Microsoft Passport debuted in 1999 and is currently used by 200 million people. The Liberty Alliance Project, proposed by Sun Microsystems this past September, is merely an idea. And yet, as the two were pitted against each other last week—on opposite sides of a debate concerning the best way for users to identify themselves as they move from site to site across the Web—many major companies said they would side with the Liberty Alliance. Such is the enmity that Microsoft can inspire.
Last week, Sun CEO Scott McNealy announced, in his keynote address at the Oracle OpenWorld conference in San Francisco, that American Express and America Online had joined the Liberty Alliance, which already included such major names as American Airlines, Bank of America, eBay, Fidelity Investments, General Motors, Nokia, Sony, Sprint, and United Airlines. Collectively, these companies plan to develop a technology through which Internet users—consumers as well as businesspeople—can set up a single online account that will identity them across myriad different Web sites and, if need be, pass on certain personal information.
"The way Amazon stores identity is different from the way American Airlines stores identity, which is different from the way United Airlines stores identity," says Mark Herring, director of corporate strategy at Sun. "There needs to be a standard way for those sites to identify people."
Usually, when you visit a given site for the first time, youre forced to set up an online account specific to that site, keying in—seemingly for the hundredth time—everything from a login name and password to your mailing address and your credit card number. After setting up the kind of master account proposed by the Liberty Alliance, you could visit multiple sites and each would simply ask for your master account login and password, automatically pulling down your mailing address and credit card number.
Of course, Microsoft Passport has provided such technology for nearly three years. Echoing the opinions of many individual users and public interest groups, the backers of the Liberty Alliance want to make the Web as easy to use as possible, but they dont like the idea of a single company—particularly when its Microsoft—controlling the identities of so many different people. "The big scary thing for a lot of the founding members [of the Liberty Alliance] was that Microsoft owns all this customer data," says Herring. "What could they do with that?"
In Microsofts eyes, any control it has over a Passport users identity is largely nominal. When you sign up for Passport, Microsoft promises to keep your data secure and private and insists that, when you use Passport to log in to a third party site, Microsoft will not be able to track your behavior on that site. But Herring is skeptical. "You have one person who owns all the data promising not to share it," he says, "but a promise is just a promise and people break promises all the time."
And, as Microsoft announced this fall, the company does not see itself independently controlling all identity authentication. It sees Passport evolving into a system overseen by multiple companies or becoming one of several authentication systems that will work in tandem to facilitate use of the Web. "Were not suggesting that Passport should be any more than one implementation in a world of interoperating authentication systems," says Adam Sohn, product manager of Microsofts .Net platform strategy, of which Passport is a part. "We do believe in single sign-on, a way to do trusted interactions across organizations and domains, but we dont think any one company should or can be in control of that."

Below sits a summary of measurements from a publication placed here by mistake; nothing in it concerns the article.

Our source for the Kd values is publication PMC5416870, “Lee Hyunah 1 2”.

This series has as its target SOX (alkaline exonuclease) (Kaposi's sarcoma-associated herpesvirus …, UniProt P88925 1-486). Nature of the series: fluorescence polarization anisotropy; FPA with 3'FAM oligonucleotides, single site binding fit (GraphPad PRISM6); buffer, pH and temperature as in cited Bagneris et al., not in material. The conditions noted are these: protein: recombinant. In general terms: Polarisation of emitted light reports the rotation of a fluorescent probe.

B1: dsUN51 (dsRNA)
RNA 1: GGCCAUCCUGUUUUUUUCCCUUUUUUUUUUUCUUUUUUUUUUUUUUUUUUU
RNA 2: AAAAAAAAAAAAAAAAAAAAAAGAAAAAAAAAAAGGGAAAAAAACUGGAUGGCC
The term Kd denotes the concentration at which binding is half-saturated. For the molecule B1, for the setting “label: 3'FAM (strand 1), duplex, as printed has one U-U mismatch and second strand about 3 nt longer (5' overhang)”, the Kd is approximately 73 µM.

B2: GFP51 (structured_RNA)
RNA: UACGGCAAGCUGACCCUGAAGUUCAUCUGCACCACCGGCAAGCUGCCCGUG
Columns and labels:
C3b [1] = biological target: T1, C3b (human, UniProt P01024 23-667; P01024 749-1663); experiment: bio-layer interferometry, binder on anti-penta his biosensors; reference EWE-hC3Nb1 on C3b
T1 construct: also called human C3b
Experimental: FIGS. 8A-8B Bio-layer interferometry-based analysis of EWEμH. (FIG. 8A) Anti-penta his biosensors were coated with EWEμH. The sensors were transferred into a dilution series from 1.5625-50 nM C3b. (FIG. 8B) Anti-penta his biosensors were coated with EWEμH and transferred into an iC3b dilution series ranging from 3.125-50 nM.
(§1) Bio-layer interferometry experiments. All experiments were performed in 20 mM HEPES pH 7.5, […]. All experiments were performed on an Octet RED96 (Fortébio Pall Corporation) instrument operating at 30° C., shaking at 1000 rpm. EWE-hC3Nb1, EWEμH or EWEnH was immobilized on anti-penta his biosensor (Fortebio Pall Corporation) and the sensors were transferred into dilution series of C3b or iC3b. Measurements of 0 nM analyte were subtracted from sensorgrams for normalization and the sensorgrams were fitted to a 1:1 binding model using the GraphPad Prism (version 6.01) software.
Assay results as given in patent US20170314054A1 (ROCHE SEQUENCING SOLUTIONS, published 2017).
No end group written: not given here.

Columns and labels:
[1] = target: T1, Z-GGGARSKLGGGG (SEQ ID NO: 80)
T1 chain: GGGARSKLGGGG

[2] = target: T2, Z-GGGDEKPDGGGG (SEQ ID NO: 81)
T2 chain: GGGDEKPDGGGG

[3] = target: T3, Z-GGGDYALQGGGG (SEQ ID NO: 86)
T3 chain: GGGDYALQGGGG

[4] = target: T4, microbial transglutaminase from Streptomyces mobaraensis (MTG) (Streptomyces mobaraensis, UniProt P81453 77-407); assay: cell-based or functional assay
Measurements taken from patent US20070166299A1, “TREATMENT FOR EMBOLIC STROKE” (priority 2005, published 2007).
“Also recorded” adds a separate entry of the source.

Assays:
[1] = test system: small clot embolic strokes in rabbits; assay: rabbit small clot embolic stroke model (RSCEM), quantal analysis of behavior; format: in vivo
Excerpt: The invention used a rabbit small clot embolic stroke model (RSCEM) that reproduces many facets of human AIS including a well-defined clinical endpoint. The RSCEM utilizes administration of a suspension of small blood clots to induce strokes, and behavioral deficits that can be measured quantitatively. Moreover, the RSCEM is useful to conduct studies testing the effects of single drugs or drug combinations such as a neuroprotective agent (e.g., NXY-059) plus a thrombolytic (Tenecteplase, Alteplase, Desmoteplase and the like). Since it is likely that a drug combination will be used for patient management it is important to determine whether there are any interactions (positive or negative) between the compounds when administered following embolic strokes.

Even if Microsoft were aiming to unilaterally control identity authentication, the chances of success are slim. Chris Bergh, who helped develop Passport and holds a patent on the technologies foundations, feels that people naturally tend to have several different identities on the Web, just as they tend to wear multiple faces in day-to-day life, and that people ultimately wouldnt make the effort to bring all their identities under one umbrella. "Theres been a lot of noise about whos going to control your identity, but people will have and do have a whole multiplicity of identities on the Internet," says Bergh. "They have their work identities, their chat-room identities, their shopping identities, their naughty activities identities, and this wont change."
Any fears of Microsoft impropriety havent been so great as to prevent use of Passport. In addition to the 20 million users who have created Passport accounts, dozens and dozens of sites have begun accepting those accounts (for a partial list, see www.passport.com/directory). Using the service simply makes things easier. "We dont understand all the controversy surrounding Passport," says Rob Wight, CEO of youknowbest.com, a site that helps other companies sell computers and computer equipment online. "This is something thats very practical and we need it."
In Sohns mind, since Microsoft has actually developed and implemented an authentication system, the Liberty Alliance should be asking the company for help. He feels that if Microsoft and the Alliance have the same goal—to make the Web easier to use—then the two should work together to reach that goal. "Theyre trying to solve problems we believe need to be solved," he says. "If theyre trying to have a discussion in earnest, we have a lot of technical experience and operational data that can be useful to that discussion." According to Suns Herring, Microsoft was recently asked to join the Alliance. As usual, Sun and Microsoft even like to disagree about their agreements.